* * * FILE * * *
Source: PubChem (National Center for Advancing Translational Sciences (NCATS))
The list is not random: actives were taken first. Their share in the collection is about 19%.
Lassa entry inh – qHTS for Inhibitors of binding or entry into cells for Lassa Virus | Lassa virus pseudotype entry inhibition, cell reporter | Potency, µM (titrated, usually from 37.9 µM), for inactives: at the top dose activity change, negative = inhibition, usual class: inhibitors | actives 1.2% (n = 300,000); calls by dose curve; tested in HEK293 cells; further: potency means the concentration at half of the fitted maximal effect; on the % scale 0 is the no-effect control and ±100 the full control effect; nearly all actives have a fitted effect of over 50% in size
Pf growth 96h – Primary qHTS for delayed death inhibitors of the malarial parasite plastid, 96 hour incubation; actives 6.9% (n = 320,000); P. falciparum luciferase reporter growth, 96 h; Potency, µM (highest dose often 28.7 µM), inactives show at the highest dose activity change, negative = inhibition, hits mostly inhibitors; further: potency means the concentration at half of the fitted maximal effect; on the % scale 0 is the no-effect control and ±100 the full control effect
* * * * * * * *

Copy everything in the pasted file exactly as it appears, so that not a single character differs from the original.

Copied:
Source: PubChem (National Center for Advancing Translational Sciences (NCATS))
The list is not random: actives were taken first. Their share in the collection is about 19%.
Lassa entry inh – qHTS for Inhibitors of binding or entry into cells for Lassa Virus | Lassa virus pseudotype entry inhibition, cell reporter | Potency, µM (titrated, usually from 37.9 µM), for inactives: at the top dose activity change, negative = inhibition, usual class: inhibitors | actives 1.2% (n = 300,000); calls by dose curve; tested in HEK293 cells; further: potency means the concentration at half of the fitted maximal effect; on the % scale 0 is the no-effect control and ±100 the full control effect; nearly all actives have a fitted effect of over 50% in size
Pf growth 96h – Primary qHTS for delayed death inhibitors of the malarial parasite plastid, 96 hour incubation; actives 6.9% (n = 320,000); P. falciparum luciferase reporter growth, 96 h; Potency, µM (highest dose often 28.7 µM), inactives show at the highest dose activity change, negative = inhibition, hits mostly inhibitors; further: potency means the concentration at half of the fitted maximal effect; on the % scale 0 is the no-effect control and ±100 the full control effect